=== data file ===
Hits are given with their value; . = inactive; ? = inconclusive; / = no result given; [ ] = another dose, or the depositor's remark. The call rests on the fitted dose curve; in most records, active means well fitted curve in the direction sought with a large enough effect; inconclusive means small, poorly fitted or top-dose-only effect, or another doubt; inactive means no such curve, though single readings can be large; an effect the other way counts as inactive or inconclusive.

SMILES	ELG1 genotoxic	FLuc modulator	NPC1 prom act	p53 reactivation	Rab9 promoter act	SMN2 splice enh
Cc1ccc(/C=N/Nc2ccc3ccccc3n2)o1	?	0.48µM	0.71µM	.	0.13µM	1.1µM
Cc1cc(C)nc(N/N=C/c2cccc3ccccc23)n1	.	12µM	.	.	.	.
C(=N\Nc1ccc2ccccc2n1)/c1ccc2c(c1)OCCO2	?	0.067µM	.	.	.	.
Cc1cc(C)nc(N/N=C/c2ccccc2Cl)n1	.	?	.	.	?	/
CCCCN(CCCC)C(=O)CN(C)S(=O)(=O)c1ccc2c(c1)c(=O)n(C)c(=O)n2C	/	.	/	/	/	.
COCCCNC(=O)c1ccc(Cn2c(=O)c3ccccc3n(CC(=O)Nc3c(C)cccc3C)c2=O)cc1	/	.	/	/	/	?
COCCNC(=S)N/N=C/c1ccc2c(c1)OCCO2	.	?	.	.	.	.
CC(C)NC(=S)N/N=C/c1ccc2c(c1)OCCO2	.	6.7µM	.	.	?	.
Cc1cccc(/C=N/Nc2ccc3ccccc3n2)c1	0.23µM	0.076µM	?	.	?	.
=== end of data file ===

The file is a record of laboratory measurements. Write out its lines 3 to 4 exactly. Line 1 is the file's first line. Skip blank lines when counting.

Cc1ccc(/C=N/Nc2ccc3ccccc3n2)o1	?	0.48µM	0.71µM	.	0.13µM	1.1µM
Cc1cc(C)nc(N/N=C/c2cccc3ccccc23)n1	.	12µM	.	.	.	.